Richard, you calling Scott Cleland a “consumer advocate” is hardly surprising. You work for a K Street lobbyist that advocates for the same telecom companies that cut Cleland checks to represent their interests.

      Birds of a feather….

      • Richard Bennett says:

        Your ad hom schtick is getting pretty old, why don’t you try facts and figures for a change?

        • Everytime we debate any issue, no matter if I dropped an annual financial statement from the top 10 providers to support our contentions, your consistent response would be, and is, “where are your facts and figures?”

          Sometimes you miss the things right in front of you. There are plenty of facts and figures all over the 3,103 articles here. Enjoy!

          Here is a fun fact: Calling someone a “consumer advocate” doesn’t make them one.

          • txpatriot says:

            Phillip: FWIW, I don’t think I’ve ever read any ad hominem attacks in any of your posts to me. We disagree but we don’t get my personal. Just my 2¢ . . .

  4. Jeremy says:

    Ah, a support of telecom lobbying comes out to support a telecom lobbyist. Thank you Phillip.

Search This Site:

Contributions:

Recent Comments:

  • Lee: Maybe a cost comparison is in order. Many of the holes to set those poles are probably drilled into solid rock in parts of Tennessee unlike setting th...
  • AaronG: Dunno about you guys but on DSLreports there are still reports coming in from NY that upgrades are happening, here in lima ohio we just got upgraded f...
  • CE: Did your friend already have TWC service or were they a new customer?...
  • GEORGE DESHAIES: Please consider coming to western ny. Been waiting for 25 years for good svc....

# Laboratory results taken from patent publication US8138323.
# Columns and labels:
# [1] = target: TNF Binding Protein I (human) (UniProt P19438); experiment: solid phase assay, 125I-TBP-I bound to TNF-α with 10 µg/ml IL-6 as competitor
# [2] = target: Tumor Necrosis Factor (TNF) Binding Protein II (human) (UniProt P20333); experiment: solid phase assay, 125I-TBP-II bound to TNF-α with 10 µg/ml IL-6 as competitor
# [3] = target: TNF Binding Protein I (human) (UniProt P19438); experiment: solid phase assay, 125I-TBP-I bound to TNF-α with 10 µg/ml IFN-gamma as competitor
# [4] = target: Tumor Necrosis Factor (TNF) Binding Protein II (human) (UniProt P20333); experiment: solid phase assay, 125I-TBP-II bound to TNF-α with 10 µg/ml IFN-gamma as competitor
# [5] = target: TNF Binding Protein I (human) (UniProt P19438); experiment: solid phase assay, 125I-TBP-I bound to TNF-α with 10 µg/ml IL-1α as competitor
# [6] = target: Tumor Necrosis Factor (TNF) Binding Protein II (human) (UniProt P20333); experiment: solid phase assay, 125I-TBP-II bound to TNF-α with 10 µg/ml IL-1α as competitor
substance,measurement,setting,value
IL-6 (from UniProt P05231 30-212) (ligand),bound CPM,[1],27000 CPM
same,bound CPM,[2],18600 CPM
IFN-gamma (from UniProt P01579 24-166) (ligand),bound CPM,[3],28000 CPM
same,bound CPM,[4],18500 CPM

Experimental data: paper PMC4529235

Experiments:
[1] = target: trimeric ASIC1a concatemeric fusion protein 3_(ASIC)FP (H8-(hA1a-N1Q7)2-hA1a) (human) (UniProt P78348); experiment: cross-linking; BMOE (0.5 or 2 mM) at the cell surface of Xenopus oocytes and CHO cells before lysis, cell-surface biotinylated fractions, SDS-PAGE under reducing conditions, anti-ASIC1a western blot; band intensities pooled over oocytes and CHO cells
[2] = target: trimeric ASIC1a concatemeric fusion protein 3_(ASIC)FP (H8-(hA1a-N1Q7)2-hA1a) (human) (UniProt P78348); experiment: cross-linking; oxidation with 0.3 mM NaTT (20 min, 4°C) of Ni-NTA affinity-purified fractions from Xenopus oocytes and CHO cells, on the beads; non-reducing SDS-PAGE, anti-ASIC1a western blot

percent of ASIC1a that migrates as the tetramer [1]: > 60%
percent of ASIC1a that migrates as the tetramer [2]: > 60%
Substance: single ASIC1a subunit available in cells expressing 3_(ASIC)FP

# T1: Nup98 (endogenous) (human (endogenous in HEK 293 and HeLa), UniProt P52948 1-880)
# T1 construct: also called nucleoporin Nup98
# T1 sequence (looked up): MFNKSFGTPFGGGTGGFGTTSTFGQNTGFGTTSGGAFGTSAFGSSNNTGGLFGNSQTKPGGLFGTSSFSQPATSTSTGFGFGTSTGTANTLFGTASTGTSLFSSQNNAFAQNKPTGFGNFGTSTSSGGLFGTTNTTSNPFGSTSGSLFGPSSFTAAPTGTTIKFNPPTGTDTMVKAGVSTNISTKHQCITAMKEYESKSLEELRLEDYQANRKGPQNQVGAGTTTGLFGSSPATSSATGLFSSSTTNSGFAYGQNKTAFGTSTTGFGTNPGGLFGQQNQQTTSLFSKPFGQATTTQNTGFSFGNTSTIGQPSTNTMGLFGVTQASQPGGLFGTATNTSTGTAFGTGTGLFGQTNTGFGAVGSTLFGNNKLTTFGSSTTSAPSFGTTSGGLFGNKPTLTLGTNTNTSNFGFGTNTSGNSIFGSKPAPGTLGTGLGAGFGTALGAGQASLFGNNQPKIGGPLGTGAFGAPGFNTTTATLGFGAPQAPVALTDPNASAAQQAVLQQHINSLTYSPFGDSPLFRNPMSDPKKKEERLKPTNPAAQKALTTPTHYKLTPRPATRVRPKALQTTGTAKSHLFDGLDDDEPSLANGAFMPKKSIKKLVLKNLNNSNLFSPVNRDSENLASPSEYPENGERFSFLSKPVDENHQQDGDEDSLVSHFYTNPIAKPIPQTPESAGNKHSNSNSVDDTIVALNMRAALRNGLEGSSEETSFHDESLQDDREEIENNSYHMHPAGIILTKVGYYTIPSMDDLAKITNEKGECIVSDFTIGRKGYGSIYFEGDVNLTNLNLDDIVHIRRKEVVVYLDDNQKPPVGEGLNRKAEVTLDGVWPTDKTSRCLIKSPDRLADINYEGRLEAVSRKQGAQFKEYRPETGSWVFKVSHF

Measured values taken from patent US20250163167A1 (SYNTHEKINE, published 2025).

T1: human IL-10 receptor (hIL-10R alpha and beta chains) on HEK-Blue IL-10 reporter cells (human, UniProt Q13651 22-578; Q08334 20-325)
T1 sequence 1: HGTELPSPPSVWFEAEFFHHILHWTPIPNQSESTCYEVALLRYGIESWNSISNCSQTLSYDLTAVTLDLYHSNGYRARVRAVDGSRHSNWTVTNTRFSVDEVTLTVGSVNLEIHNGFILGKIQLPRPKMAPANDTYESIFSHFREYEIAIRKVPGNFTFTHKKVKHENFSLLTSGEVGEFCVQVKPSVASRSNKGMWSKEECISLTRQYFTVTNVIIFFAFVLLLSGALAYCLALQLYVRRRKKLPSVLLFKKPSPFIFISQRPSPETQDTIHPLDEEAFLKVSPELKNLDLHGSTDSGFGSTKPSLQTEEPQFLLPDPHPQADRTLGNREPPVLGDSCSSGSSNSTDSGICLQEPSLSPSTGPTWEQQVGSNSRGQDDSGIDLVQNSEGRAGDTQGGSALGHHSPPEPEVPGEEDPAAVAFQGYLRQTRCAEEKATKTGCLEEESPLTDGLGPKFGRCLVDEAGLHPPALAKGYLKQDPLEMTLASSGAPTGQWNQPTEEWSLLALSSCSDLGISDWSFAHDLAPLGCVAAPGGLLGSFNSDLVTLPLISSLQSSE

• Len G: "We have always expected this issue to be decided by the Supreme Court, and we look forward to participating in that appeal,” In other words: "We a...
  • Len G: My god is that a complicated bill. I thought mine was bad. Leave it to AT&T to be THE sleaziest company since Comcast. I was watching C-Span to...
  • Len G: "AT&T's less costly solution, U-verse, relies on fiber to the neighborhood, with existing copper wiring remaining in place between the nearest fib...
  • Dan: OK, it's not a dongle, it is a wireless hot spot. But computer supply stores will usually carry standard wireless dongles that you can use with statio...
  • Dan: If this is a USB connected dongle, it can be connected to a non-mobile PC as well (at the end of a cable if necessary to raise it to a better physical...
  • cruzinforit: Here is the cable occurence screen, this is where we'd assign service to individual boxes, so DVD boxes have DVR service. Maybe you only want hustler ...
  • cruzinforit: To be fair, there is a 6 week training course when you are hired, and most of that is devoted to icoms training and practice, and you learn really qui...
  • Phillip Dampier: Thanks for sharing some enlightening information. I can imagine a new person being confounded by some of this. Turnover is the enemy of ICOMS I guess....

Your Account: